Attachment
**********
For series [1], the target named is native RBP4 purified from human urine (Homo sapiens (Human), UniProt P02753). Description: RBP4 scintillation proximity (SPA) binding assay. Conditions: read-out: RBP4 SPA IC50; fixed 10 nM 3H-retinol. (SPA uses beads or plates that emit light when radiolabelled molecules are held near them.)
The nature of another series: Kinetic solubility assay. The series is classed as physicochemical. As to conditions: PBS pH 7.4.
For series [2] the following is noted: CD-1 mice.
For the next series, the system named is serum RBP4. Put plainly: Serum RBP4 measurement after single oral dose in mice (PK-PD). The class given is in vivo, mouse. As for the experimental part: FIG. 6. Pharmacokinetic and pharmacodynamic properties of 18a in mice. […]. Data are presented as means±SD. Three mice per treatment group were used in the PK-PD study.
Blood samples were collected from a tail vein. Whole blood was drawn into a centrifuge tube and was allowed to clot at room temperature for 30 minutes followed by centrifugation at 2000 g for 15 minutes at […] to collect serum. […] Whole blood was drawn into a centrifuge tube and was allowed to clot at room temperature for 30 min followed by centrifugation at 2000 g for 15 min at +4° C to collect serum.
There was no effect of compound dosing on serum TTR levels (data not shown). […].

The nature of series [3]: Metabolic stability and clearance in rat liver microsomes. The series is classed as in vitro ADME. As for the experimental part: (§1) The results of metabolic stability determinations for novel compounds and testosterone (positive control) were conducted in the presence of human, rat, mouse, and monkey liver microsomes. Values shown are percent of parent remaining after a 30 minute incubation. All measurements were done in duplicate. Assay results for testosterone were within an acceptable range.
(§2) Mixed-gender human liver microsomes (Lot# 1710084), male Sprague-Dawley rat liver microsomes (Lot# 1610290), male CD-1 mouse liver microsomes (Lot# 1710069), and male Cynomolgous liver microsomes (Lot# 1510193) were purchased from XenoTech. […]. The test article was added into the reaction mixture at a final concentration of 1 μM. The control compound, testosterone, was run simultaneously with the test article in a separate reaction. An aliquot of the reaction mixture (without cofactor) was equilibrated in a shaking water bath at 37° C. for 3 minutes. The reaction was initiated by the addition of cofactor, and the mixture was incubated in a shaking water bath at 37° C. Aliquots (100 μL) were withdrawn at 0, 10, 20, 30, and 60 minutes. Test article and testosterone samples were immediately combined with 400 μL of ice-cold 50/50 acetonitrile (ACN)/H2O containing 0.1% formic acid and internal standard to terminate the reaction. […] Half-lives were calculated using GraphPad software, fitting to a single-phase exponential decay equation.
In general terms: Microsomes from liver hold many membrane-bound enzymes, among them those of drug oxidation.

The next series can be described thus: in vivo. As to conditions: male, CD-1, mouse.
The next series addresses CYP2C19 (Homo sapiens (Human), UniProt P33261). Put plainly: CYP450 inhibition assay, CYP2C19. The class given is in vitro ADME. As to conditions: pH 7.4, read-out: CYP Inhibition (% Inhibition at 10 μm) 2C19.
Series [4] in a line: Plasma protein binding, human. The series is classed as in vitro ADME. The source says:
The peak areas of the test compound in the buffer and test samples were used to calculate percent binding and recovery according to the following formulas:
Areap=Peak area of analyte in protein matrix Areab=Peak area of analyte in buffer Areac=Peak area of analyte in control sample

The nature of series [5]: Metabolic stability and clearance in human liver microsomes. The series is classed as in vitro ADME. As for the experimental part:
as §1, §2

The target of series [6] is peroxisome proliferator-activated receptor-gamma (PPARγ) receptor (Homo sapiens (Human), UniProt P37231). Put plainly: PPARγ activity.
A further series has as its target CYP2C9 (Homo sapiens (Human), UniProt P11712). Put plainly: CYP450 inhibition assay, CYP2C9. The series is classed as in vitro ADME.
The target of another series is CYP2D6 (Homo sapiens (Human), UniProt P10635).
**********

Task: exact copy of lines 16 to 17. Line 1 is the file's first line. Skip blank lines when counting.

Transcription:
as §1, §2

The target of series [6] is peroxisome proliferator-activated receptor-gamma (PPARγ) receptor (Homo sapiens (Human), UniProt P37231). Put plainly: PPARγ activity.